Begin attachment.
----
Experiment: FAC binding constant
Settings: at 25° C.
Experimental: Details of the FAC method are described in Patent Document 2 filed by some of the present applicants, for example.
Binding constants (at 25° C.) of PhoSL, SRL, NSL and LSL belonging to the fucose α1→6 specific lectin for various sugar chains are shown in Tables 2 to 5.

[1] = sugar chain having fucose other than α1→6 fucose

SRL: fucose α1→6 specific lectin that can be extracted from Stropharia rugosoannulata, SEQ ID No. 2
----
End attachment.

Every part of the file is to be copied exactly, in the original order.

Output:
Experiment: FAC binding constant
Settings: at 25° C.
Experimental: Details of the FAC method are described in Patent Document 2 filed by some of the present applicants, for example.
Binding constants (at 25° C.) of PhoSL, SRL, NSL and LSL belonging to the fucose α1→6 specific lectin for various sugar chains are shown in Tables 2 to 5.

[1] = sugar chain having fucose other than α1→6 fucose

SRL: fucose α1→6 specific lectin that can be extracted from Stropharia rugosoannulata, SEQ ID No. 2